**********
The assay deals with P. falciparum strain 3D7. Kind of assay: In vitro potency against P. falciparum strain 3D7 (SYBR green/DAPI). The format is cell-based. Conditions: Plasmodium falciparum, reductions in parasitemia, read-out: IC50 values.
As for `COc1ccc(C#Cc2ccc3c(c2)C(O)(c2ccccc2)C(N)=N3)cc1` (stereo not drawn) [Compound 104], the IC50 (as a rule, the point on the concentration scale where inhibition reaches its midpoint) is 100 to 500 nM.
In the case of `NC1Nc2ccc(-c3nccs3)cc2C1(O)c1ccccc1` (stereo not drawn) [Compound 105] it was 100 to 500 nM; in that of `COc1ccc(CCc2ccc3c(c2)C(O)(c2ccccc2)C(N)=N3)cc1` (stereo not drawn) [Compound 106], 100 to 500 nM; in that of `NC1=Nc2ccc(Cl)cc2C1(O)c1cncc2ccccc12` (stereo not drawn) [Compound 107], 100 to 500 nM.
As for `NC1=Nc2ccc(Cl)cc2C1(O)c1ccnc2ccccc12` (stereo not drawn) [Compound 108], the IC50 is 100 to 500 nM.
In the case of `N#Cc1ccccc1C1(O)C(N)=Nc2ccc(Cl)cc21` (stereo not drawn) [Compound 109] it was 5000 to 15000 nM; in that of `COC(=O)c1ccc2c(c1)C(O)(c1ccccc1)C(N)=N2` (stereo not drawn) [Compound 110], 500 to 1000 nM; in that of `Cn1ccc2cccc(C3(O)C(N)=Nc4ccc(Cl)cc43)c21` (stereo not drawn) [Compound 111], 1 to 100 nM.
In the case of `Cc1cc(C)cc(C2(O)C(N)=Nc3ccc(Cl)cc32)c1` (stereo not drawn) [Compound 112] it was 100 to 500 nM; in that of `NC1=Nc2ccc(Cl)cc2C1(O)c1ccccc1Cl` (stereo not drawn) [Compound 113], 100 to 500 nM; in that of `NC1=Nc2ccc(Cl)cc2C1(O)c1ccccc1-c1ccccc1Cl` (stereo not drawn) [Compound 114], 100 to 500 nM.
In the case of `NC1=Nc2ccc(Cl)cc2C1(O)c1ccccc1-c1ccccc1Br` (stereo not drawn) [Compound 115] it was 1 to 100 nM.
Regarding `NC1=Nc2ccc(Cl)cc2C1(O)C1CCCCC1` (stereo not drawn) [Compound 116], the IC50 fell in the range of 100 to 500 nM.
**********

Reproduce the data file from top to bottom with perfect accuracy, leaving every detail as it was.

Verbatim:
The assay deals with P. falciparum strain 3D7. Kind of assay: In vitro potency against P. falciparum strain 3D7 (SYBR green/DAPI). The format is cell-based. Conditions: Plasmodium falciparum, reductions in parasitemia, read-out: IC50 values.
As for `COc1ccc(C#Cc2ccc3c(c2)C(O)(c2ccccc2)C(N)=N3)cc1` (stereo not drawn) [Compound 104], the IC50 (as a rule, the point on the concentration scale where inhibition reaches its midpoint) is 100 to 500 nM.
In the case of `NC1Nc2ccc(-c3nccs3)cc2C1(O)c1ccccc1` (stereo not drawn) [Compound 105] it was 100 to 500 nM; in that of `COc1ccc(CCc2ccc3c(c2)C(O)(c2ccccc2)C(N)=N3)cc1` (stereo not drawn) [Compound 106], 100 to 500 nM; in that of `NC1=Nc2ccc(Cl)cc2C1(O)c1cncc2ccccc12` (stereo not drawn) [Compound 107], 100 to 500 nM.
As for `NC1=Nc2ccc(Cl)cc2C1(O)c1ccnc2ccccc12` (stereo not drawn) [Compound 108], the IC50 is 100 to 500 nM.
In the case of `N#Cc1ccccc1C1(O)C(N)=Nc2ccc(Cl)cc21` (stereo not drawn) [Compound 109] it was 5000 to 15000 nM; in that of `COC(=O)c1ccc2c(c1)C(O)(c1ccccc1)C(N)=N2` (stereo not drawn) [Compound 110], 500 to 1000 nM; in that of `Cn1ccc2cccc(C3(O)C(N)=Nc4ccc(Cl)cc43)c21` (stereo not drawn) [Compound 111], 1 to 100 nM.
In the case of `Cc1cc(C)cc(C2(O)C(N)=Nc3ccc(Cl)cc32)c1` (stereo not drawn) [Compound 112] it was 100 to 500 nM; in that of `NC1=Nc2ccc(Cl)cc2C1(O)c1ccccc1Cl` (stereo not drawn) [Compound 113], 100 to 500 nM; in that of `NC1=Nc2ccc(Cl)cc2C1(O)c1ccccc1-c1ccccc1Cl` (stereo not drawn) [Compound 114], 100 to 500 nM.
In the case of `NC1=Nc2ccc(Cl)cc2C1(O)c1ccccc1-c1ccccc1Br` (stereo not drawn) [Compound 115] it was 1 to 100 nM.
Regarding `NC1=Nc2ccc(Cl)cc2C1(O)C1CCCCC1` (stereo not drawn) [Compound 116], the IC50 fell in the range of 100 to 500 nM.